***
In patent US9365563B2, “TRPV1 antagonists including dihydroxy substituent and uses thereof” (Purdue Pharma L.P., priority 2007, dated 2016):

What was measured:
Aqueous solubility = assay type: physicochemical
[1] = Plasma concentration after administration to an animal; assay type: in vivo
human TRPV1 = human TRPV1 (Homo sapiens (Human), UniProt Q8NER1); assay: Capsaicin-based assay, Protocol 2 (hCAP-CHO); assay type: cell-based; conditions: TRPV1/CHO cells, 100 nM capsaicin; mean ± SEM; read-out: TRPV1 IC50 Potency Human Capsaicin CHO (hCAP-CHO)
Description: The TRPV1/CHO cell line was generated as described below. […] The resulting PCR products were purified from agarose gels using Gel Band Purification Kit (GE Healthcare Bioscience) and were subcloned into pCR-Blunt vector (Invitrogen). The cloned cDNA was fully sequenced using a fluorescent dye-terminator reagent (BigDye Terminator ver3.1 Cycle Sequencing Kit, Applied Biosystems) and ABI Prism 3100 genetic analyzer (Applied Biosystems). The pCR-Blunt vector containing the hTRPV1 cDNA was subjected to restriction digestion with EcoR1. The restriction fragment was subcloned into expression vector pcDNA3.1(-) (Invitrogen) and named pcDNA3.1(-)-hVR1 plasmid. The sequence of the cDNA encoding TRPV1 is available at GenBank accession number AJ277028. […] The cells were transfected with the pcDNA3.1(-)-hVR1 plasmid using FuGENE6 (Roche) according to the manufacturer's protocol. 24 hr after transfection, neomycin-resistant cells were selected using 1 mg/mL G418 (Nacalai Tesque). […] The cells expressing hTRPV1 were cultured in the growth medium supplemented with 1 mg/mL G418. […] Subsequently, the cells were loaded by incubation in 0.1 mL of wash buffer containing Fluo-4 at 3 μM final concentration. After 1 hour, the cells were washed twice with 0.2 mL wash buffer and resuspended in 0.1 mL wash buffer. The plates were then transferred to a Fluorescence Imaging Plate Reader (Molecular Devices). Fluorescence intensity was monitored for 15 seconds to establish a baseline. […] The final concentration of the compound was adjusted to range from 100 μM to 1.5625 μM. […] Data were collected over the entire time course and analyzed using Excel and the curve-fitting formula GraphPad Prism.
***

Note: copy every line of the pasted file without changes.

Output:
In patent US9365563B2, “TRPV1 antagonists including dihydroxy substituent and uses thereof” (Purdue Pharma L.P., priority 2007, dated 2016):

What was measured:
Aqueous solubility = assay type: physicochemical
[1] = Plasma concentration after administration to an animal; assay type: in vivo
human TRPV1 = human TRPV1 (Homo sapiens (Human), UniProt Q8NER1); assay: Capsaicin-based assay, Protocol 2 (hCAP-CHO); assay type: cell-based; conditions: TRPV1/CHO cells, 100 nM capsaicin; mean ± SEM; read-out: TRPV1 IC50 Potency Human Capsaicin CHO (hCAP-CHO)
Description: The TRPV1/CHO cell line was generated as described below. […] The resulting PCR products were purified from agarose gels using Gel Band Purification Kit (GE Healthcare Bioscience) and were subcloned into pCR-Blunt vector (Invitrogen). The cloned cDNA was fully sequenced using a fluorescent dye-terminator reagent (BigDye Terminator ver3.1 Cycle Sequencing Kit, Applied Biosystems) and ABI Prism 3100 genetic analyzer (Applied Biosystems). The pCR-Blunt vector containing the hTRPV1 cDNA was subjected to restriction digestion with EcoR1. The restriction fragment was subcloned into expression vector pcDNA3.1(-) (Invitrogen) and named pcDNA3.1(-)-hVR1 plasmid. The sequence of the cDNA encoding TRPV1 is available at GenBank accession number AJ277028. […] The cells were transfected with the pcDNA3.1(-)-hVR1 plasmid using FuGENE6 (Roche) according to the manufacturer's protocol. 24 hr after transfection, neomycin-resistant cells were selected using 1 mg/mL G418 (Nacalai Tesque). […] The cells expressing hTRPV1 were cultured in the growth medium supplemented with 1 mg/mL G418. […] Subsequently, the cells were loaded by incubation in 0.1 mL of wash buffer containing Fluo-4 at 3 μM final concentration. After 1 hour, the cells were washed twice with 0.2 mL wash buffer and resuspended in 0.1 mL wash buffer. The plates were then transferred to a Fluorescence Imaging Plate Reader (Molecular Devices). Fluorescence intensity was monitored for 15 seconds to establish a baseline. […] The final concentration of the compound was adjusted to range from 100 μM to 1.5625 μM. […] Data were collected over the entire time course and analyzed using Excel and the curve-fitting formula GraphPad Prism.